With respect to the five sub-basins of W. Wuheida, the summation of the hazard degree scores for the sub-basins of the watershed, was grouped into five categories of susceptibility for flash floods such as the following:

1) Low flooding susceptibility 20 - 23.9

2) Moderate flooding susceptibility 24 - 27.9

3) High flooding susceptibility 28 - 31.9

4) Very high flooding susceptibility 32 - 35.9

5) Extreme flooding susceptibility 36 - 39.9

Accordingly, sub-basin no. 1 of W. Wuheida (20% of the total) has the highest overall score values: it thus, represents extreme flooding susceptibility (Table 8 and Figure 11). Whereas sub-basins nos. 2, 3, and 5 (60% of the total) have high score values and are thus, characterized by high flooding susceptibility. Alternatively, sub-basin no. 4 (20% of the total) has an intermediate score value, hence it represents moderate flooding susceptibility. It is obvious that 80% of Wadi Wuheida sub-basins are of extreme and high flooding susceptibility. Sub-basins nos. 1, 2, 3, and 5 are the most hazardous sub-basins, and are located within the headwaters of W. Wuheida in a mushroom-like shape (Figure 11). This zone is directly affected by the track of depressions which approach the catchment either from the west to east (frontal storms) or form southwest to northeast (Red Sea Trough storms). Furthermore, the mushroom shape provides a larger headwater area (56% of the total watershed area), which comprises the highest terrain in Ras En Naqb/Sharah highlands, with an average annual rainfall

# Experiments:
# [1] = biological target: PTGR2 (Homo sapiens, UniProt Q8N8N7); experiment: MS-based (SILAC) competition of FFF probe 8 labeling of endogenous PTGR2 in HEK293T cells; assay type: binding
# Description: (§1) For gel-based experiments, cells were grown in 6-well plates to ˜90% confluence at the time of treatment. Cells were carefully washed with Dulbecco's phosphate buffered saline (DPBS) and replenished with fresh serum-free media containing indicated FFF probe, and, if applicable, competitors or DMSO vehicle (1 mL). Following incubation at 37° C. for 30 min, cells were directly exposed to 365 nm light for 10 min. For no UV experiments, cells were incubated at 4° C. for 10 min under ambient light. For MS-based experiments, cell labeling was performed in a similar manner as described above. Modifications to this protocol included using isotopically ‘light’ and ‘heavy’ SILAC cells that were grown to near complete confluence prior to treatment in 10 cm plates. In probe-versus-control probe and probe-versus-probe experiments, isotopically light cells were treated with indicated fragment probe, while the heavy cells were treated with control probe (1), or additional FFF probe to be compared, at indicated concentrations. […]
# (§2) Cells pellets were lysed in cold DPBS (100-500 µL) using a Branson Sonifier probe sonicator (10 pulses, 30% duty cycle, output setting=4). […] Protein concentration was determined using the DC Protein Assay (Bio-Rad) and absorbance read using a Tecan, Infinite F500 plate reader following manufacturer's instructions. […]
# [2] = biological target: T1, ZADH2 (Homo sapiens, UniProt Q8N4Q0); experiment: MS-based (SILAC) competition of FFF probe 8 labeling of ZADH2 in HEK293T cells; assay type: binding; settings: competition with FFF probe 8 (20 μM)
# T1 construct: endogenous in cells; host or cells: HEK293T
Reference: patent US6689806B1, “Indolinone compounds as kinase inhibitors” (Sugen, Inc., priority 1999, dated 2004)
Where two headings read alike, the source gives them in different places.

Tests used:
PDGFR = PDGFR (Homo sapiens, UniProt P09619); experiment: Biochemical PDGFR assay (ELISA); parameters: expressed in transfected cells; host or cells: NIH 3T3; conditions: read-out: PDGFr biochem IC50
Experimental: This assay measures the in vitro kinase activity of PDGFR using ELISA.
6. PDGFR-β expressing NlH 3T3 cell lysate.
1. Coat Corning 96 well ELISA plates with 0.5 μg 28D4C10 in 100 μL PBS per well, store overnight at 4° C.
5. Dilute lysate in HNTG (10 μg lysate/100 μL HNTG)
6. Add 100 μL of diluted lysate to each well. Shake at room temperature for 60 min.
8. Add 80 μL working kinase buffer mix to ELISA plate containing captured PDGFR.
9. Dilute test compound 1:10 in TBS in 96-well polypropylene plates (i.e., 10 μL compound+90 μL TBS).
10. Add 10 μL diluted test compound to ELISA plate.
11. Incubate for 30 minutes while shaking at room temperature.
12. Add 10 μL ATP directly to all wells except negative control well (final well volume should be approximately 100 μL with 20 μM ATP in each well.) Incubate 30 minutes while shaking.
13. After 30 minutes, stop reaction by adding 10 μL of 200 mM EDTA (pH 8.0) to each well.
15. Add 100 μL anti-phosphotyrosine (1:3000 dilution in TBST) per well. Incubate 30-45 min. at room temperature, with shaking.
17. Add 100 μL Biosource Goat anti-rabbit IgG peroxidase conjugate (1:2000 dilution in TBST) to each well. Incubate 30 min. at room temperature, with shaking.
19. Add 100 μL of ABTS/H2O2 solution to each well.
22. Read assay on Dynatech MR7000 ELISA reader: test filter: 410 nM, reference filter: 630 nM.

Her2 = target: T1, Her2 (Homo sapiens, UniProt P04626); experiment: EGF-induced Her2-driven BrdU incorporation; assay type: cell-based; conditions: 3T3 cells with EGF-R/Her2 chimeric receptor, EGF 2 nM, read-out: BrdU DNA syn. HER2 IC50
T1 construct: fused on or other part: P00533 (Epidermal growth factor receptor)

Figure 11. Sub-basins flooding hazard degree of W. Wuheida based on the morphometric hazard degree assessment method.